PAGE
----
The Philharmonic Philistine’s Guide To Alt-Opera

Opera doesn’t always have to focus on the fat lady. Here’s a look at three of the best alt-operas to take you round the dinner table.

Alt Opera

Unless you were subjected to the painfully middle class upbringing that I was, turning down opportunity after opportunity to attend the latest plays and recitals in some stupid act of teenage rebellion – NO MUM I DON’T GIVE A SHIT ABOUT YO YO MA I’M PLAYING WITH MAH X-BRAIN – odds are the only thing you know about opera is ‘it ain’t over till the fat lady sings’. While this may be true of Wagner’s Ring Cycle, opera is a thoroughly badass artform, especially when placed in the hands of pop-music visionaries.

From a folk odyssey set in the deep south, to an electronic overture on the evolution of life as we know it, these are the top three alt-operas you most definitely need to get down with.

Anaïs Mitchell – Hadestown

Along with Joanna Newsom and Bon Iver, Mitchell can count herself a member of the infamous ‘indie-folk’ scene that swept the world way back before Marcus Mumford picked up that fucking banjo. Not content with having revolutionised a genre, Anaïs picked up her phone, called up some mates in the biz, and sat down to write what would prove to be the greatest folk opera the world has ever seen.

Set during the great depression in the deep south, Hadestown is a country retelling of the famous greek myth of Orpheus and Eurydice – you know, that one where the best musician in the world tries to save his love from the depths of hades, only to lose her once more when he breaks the deal to not look back for her while leaving the underworld? Sound familiar? That’s because the Old Testament ripped it off in the story of Sodom & Gomorah #JustSayin.

Anyways, Hadestown follows almost exactly the same story, but substitutes a desert kingpin for the classic Hades figure, and gives the tragic part of Orpheus to Justin Vernon (Bon Iver). What follows is one of the most incredible (maybe they only most incredible) folk opera of all time. I encourage everyone to check it out.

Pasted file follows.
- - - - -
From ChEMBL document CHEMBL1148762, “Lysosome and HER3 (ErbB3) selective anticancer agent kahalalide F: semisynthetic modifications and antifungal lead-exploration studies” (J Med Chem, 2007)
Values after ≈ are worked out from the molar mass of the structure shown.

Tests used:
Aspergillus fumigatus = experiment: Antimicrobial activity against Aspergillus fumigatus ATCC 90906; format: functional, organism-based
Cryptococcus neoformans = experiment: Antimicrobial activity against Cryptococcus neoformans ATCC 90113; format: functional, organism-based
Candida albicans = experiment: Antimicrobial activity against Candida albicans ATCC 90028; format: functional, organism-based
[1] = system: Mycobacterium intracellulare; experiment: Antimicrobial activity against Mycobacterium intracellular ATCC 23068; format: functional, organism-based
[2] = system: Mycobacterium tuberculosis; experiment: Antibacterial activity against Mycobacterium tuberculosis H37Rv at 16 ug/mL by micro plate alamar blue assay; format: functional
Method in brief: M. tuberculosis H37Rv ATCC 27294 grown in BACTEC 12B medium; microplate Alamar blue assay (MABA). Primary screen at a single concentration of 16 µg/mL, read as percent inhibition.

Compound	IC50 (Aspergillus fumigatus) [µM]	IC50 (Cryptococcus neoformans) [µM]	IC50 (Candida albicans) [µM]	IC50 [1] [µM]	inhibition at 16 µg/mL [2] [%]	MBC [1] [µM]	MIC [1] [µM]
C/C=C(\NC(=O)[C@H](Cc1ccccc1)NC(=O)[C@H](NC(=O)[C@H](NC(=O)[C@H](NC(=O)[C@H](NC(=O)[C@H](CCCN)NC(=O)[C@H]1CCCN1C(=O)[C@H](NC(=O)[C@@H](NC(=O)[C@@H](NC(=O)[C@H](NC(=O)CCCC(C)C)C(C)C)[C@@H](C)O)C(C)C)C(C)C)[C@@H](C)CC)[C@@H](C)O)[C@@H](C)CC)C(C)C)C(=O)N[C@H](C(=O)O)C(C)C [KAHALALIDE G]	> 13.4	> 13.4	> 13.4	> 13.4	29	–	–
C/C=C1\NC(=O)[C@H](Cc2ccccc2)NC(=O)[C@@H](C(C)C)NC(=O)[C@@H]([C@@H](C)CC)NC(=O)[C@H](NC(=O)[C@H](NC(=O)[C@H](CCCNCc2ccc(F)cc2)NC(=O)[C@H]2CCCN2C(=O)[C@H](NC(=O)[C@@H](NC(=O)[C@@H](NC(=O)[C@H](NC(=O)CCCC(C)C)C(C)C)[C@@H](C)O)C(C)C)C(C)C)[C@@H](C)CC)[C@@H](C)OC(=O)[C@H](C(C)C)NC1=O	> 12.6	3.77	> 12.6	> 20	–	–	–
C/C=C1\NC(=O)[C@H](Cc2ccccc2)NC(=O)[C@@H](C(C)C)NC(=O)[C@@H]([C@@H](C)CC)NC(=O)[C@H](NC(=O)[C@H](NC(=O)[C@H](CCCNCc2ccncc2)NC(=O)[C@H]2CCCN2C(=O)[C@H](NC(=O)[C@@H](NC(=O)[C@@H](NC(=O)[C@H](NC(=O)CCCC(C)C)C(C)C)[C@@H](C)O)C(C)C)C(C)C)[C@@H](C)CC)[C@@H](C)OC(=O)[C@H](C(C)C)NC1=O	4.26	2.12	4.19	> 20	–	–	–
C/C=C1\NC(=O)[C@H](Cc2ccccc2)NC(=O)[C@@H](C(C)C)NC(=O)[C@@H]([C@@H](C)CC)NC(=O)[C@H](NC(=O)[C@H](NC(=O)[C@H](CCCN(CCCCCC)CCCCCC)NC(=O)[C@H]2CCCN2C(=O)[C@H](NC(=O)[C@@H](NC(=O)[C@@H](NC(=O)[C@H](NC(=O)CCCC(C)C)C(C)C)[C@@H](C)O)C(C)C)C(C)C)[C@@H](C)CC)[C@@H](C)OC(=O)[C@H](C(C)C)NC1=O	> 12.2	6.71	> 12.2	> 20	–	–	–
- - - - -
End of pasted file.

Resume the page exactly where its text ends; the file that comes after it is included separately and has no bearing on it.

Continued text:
[yframe url=’′]

Fucked Up – David Comes To Life

Alright, I’m only on the second entry and already the line between concept album and opera has become blurred, I hold my hands up. What leads me to classify Fucked Up’s incredible David Comes To Life as an opera is the fact that they were pretentious (says the guy writing this list) enough to create an 18 track album in four parts. To me, using that kind of classical arrangement makes something an opera, SO SUE ME.

David Comes To Life is, in essence, a love story between David, who works at a lightbulb factory, and Veronica, an activist protesting the lightbulb factory, during the late 70s and early 80s. Like all great operas, this is a story of love, loss and revenge, as the two lovers decide to bomb the factory, which kills Veronica in the process. The opera then goes a bit metal, as David becomes increasingly wary of the influence of the narrator on his life, starting to question whether Veronica truly died as part of an accident, or whether it was murder by some third party. The piece then becomes a comment on the nature of evil in fiction, sort of like a proto-Wreck It Ralph. Sounds cool? You’re damn right it does.

As you might expect from a band called Fucked Up, this isn’t always easy listening, but ultimately is one of those albums that once you get it, you’ll never let it go.

[yframe url=’′]

The Knife – Tomorrow In A Year

Perhaps best known to audiences around the world as the electronic outfit who originally recorded Heartbeats, as covered by Joze Gonzales and skinned over that fucking bouncing ball commercial everyone jizzed about back in the day, and now get referenced by that one friend who wants you to know that he knows the folk version isn’t the original, The Knife are also the band who wrote an opera about evolution.

Set over the entire history of life on Earth, from the first bacteria to the last gasp of existence, Tomorrow In A Year is an absolutely stunning undertaking. Experimenting with sound texture and interplay, the album lurches from order to chaos, drifting through intricate patterns only to dissipate at a moment’s notice. This is by far the most opera-y of the three albums featured, but if you can stand that certain kind of  singing, then it’s definitely one to get your head round.

[yframe url=’′]

So there you go. Three great alt-operas that’ll help you round the dinner table when you finally become a fucking human being. Disagree? Leave it, yeah?


To Top